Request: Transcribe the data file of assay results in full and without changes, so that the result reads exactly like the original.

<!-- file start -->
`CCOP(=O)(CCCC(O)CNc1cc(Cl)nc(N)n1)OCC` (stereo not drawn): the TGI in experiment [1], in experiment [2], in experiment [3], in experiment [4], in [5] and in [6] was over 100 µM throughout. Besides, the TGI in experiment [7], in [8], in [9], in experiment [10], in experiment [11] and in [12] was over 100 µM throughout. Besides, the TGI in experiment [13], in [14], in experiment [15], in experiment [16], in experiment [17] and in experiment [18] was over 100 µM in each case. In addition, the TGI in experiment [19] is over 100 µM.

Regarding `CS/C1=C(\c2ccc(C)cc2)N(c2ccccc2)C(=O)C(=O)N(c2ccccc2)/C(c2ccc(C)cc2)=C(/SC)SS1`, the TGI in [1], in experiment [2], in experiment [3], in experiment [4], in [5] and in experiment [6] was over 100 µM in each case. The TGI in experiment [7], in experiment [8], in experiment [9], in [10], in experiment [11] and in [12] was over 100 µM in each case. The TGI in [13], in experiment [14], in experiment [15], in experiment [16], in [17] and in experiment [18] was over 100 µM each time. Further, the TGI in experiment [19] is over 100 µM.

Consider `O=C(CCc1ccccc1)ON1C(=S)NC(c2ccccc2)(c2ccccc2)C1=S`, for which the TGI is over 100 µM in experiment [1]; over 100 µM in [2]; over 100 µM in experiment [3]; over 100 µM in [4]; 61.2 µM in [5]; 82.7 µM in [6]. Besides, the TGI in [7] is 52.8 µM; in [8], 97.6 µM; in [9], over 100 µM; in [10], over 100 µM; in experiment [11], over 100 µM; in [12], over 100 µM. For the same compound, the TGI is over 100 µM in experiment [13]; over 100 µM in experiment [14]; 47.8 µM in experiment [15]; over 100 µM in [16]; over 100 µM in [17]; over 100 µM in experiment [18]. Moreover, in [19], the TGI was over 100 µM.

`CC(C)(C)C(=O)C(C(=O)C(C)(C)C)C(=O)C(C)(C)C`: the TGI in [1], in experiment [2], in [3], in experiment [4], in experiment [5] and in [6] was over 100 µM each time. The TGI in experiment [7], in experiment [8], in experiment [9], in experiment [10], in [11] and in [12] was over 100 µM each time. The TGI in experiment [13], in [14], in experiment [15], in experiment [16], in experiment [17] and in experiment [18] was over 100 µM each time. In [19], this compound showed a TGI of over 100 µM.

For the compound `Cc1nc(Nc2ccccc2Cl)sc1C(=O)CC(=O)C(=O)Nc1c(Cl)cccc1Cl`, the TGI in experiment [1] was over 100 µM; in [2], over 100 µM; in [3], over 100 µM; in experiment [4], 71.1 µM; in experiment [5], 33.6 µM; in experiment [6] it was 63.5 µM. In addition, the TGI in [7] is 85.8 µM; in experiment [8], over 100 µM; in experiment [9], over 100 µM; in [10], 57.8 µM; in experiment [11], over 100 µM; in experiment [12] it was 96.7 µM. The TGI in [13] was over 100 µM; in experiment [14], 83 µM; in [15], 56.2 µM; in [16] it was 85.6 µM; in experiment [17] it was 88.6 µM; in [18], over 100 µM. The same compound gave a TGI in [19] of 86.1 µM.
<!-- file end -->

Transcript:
`CCOP(=O)(CCCC(O)CNc1cc(Cl)nc(N)n1)OCC` (stereo not drawn): the TGI in experiment [1], in experiment [2], in experiment [3], in experiment [4], in [5] and in [6] was over 100 µM throughout. Besides, the TGI in experiment [7], in [8], in [9], in experiment [10], in experiment [11] and in [12] was over 100 µM throughout. Besides, the TGI in experiment [13], in [14], in experiment [15], in experiment [16], in experiment [17] and in experiment [18] was over 100 µM in each case. In addition, the TGI in experiment [19] is over 100 µM.

Regarding `CS/C1=C(\c2ccc(C)cc2)N(c2ccccc2)C(=O)C(=O)N(c2ccccc2)/C(c2ccc(C)cc2)=C(/SC)SS1`, the TGI in [1], in experiment [2], in experiment [3], in experiment [4], in [5] and in experiment [6] was over 100 µM in each case. The TGI in experiment [7], in experiment [8], in experiment [9], in [10], in experiment [11] and in [12] was over 100 µM in each case. The TGI in [13], in experiment [14], in experiment [15], in experiment [16], in [17] and in experiment [18] was over 100 µM each time. Further, the TGI in experiment [19] is over 100 µM.

Consider `O=C(CCc1ccccc1)ON1C(=S)NC(c2ccccc2)(c2ccccc2)C1=S`, for which the TGI is over 100 µM in experiment [1]; over 100 µM in [2]; over 100 µM in experiment [3]; over 100 µM in [4]; 61.2 µM in [5]; 82.7 µM in [6]. Besides, the TGI in [7] is 52.8 µM; in [8], 97.6 µM; in [9], over 100 µM; in [10], over 100 µM; in experiment [11], over 100 µM; in [12], over 100 µM. For the same compound, the TGI is over 100 µM in experiment [13]; over 100 µM in experiment [14]; 47.8 µM in experiment [15]; over 100 µM in [16]; over 100 µM in [17]; over 100 µM in experiment [18]. Moreover, in [19], the TGI was over 100 µM.

`CC(C)(C)C(=O)C(C(=O)C(C)(C)C)C(=O)C(C)(C)C`: the TGI in [1], in experiment [2], in [3], in experiment [4], in experiment [5] and in [6] was over 100 µM each time. The TGI in experiment [7], in experiment [8], in experiment [9], in experiment [10], in [11] and in [12] was over 100 µM each time. The TGI in experiment [13], in [14], in experiment [15], in experiment [16], in experiment [17] and in experiment [18] was over 100 µM each time. In [19], this compound showed a TGI of over 100 µM.

For the compound `Cc1nc(Nc2ccccc2Cl)sc1C(=O)CC(=O)C(=O)Nc1c(Cl)cccc1Cl`, the TGI in experiment [1] was over 100 µM; in [2], over 100 µM; in [3], over 100 µM; in experiment [4], 71.1 µM; in experiment [5], 33.6 µM; in experiment [6] it was 63.5 µM. In addition, the TGI in [7] is 85.8 µM; in experiment [8], over 100 µM; in experiment [9], over 100 µM; in [10], 57.8 µM; in experiment [11], over 100 µM; in experiment [12] it was 96.7 µM. The TGI in [13] was over 100 µM; in experiment [14], 83 µM; in [15], 56.2 µM; in [16] it was 85.6 µM; in experiment [17] it was 88.6 µM; in [18], over 100 µM. The same compound gave a TGI in [19] of 86.1 µM.